Every candidate appearing at the Civil Services Examination, who is otherwise eligible, shall be permitted four attempts at the examination,

    Provided that this restriction on the number of attempts will not apply in the case of Scheduled Caste and Scheduled Tribe candidates who are otherwise eligible.

    Provided further that the number of attempts permissible to candidates belonging to Other Backward Classes, who are otherwise eligible, shall be seven.

    Provided further that a physically handicapped will get as many attempts as are available to other non-physically handicapped candidates of his or her community, subject to the General Category shall be eligible for seven attempts.


    An attempt at a Preliminary Examination shall be deemed to be an attempt at the Examination.

    • If a candidate actually appears in any one paper in the Preliminary Examination, he/she shall be deemed to have made an attempt at the Examination.

    • Notwithstanding the disqualification/cancellation of candidature, the fact of appearance of the candidate at the examination will count as an attempt.

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    11.Books list for study – IAS Prelims Exam

    1. NCERT Books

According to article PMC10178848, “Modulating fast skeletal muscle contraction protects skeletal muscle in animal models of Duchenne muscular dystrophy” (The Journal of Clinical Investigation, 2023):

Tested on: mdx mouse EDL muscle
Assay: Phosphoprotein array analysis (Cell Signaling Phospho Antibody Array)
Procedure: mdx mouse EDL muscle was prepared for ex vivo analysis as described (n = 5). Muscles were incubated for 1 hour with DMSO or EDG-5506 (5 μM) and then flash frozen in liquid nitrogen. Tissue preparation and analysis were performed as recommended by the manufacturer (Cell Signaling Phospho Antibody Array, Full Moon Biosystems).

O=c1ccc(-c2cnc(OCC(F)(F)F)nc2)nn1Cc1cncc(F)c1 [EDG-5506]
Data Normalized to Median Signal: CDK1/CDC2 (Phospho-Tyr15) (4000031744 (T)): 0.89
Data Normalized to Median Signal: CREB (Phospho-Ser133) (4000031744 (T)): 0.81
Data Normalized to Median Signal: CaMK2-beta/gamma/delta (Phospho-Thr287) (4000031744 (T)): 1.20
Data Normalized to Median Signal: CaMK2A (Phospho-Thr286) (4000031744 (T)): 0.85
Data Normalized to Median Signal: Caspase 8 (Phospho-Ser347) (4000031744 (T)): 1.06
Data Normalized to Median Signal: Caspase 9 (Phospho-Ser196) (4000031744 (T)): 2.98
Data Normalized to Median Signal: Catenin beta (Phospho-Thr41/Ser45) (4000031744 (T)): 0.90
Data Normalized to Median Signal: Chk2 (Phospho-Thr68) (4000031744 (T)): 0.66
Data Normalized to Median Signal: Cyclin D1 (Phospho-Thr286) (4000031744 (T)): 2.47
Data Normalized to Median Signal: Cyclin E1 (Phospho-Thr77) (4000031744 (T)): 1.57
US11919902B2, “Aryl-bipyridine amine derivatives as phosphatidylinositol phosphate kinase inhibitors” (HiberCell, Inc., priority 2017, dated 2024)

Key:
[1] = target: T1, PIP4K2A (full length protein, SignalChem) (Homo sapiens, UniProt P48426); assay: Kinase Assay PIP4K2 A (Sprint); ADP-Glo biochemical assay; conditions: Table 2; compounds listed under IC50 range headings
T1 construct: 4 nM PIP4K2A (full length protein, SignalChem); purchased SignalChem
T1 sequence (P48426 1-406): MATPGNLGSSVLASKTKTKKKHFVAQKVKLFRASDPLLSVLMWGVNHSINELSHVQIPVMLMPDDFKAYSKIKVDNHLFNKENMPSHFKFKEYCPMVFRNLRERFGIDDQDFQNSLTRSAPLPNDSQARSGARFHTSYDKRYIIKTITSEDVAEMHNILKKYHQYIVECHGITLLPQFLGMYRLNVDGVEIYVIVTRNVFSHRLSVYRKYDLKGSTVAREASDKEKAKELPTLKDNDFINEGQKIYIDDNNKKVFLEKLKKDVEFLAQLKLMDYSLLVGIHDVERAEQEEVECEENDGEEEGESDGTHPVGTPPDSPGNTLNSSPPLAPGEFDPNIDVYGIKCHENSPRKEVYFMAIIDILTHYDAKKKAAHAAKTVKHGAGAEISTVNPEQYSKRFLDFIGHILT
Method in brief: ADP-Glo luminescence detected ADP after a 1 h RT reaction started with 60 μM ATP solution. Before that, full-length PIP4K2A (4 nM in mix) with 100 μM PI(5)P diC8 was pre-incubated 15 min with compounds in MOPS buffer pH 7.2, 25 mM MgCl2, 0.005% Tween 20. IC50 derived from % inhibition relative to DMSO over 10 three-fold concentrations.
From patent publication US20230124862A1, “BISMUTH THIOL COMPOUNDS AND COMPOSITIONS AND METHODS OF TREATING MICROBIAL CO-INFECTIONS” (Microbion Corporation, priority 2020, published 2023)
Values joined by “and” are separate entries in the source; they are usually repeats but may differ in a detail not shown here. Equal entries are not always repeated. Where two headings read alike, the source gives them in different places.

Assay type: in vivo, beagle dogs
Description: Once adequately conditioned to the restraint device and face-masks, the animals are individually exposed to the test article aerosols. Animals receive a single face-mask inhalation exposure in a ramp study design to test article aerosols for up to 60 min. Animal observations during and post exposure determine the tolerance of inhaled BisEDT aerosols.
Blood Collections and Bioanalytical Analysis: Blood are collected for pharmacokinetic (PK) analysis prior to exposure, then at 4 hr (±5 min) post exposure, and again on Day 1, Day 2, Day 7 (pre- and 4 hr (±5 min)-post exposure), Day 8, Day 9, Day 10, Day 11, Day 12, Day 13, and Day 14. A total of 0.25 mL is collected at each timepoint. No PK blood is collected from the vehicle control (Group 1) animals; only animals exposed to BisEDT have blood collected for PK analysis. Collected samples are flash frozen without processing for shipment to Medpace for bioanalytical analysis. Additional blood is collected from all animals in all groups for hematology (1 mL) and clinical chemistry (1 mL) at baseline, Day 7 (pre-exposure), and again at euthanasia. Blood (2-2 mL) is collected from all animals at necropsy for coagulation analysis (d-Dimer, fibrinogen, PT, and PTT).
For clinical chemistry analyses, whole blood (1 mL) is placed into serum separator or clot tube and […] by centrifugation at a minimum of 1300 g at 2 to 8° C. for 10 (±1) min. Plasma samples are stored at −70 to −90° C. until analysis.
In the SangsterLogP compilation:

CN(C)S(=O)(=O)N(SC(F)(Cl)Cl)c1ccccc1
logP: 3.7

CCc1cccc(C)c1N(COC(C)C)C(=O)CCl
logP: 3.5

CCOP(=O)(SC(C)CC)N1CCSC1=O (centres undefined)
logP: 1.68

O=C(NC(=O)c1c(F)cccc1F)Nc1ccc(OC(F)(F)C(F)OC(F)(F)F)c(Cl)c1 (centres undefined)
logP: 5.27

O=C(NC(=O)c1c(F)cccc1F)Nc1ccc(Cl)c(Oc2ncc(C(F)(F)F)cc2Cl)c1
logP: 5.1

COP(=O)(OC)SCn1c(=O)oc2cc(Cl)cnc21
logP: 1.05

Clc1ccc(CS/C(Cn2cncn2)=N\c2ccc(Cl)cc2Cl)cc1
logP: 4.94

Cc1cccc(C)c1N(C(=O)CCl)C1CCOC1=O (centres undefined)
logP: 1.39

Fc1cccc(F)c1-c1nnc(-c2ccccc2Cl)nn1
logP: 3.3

• Indian History - Ancient India, Medieval India and Modern India (+1, +2) and (Modern India – Spectrum Publications)
    • Indian Geography - Indian Geography.
      • Principles of Geography.
      • Human and Economic Geography.
    • Science - Science and Technology – (Standard 9 & 10)
    1. Indian Polity [constitution]
    • Indian polity          - by Laxmikanth (TMH publications) (or) Wizard guide for Indian Polity.
    • Reference
    • Introduction to constitution of India – D.D. Basu.
    • Indian Constitution – P.N. Bakshi / Pylee.
    1. Indian Economy          
    • Pratiyogita Darpan (Latest Edition) and Economic survey [2009-10]


    1. GK Books
    • Manorama Year Book – 2010
    • India Year Book – 2010 (Publication Division)


    1. Magazines
    • Frontline (For Mains & Interview)
    • Competition wizard/Civil Services Chronicle / Civil Service Times (Any 1)
    • Yojana [Published by Publication Division]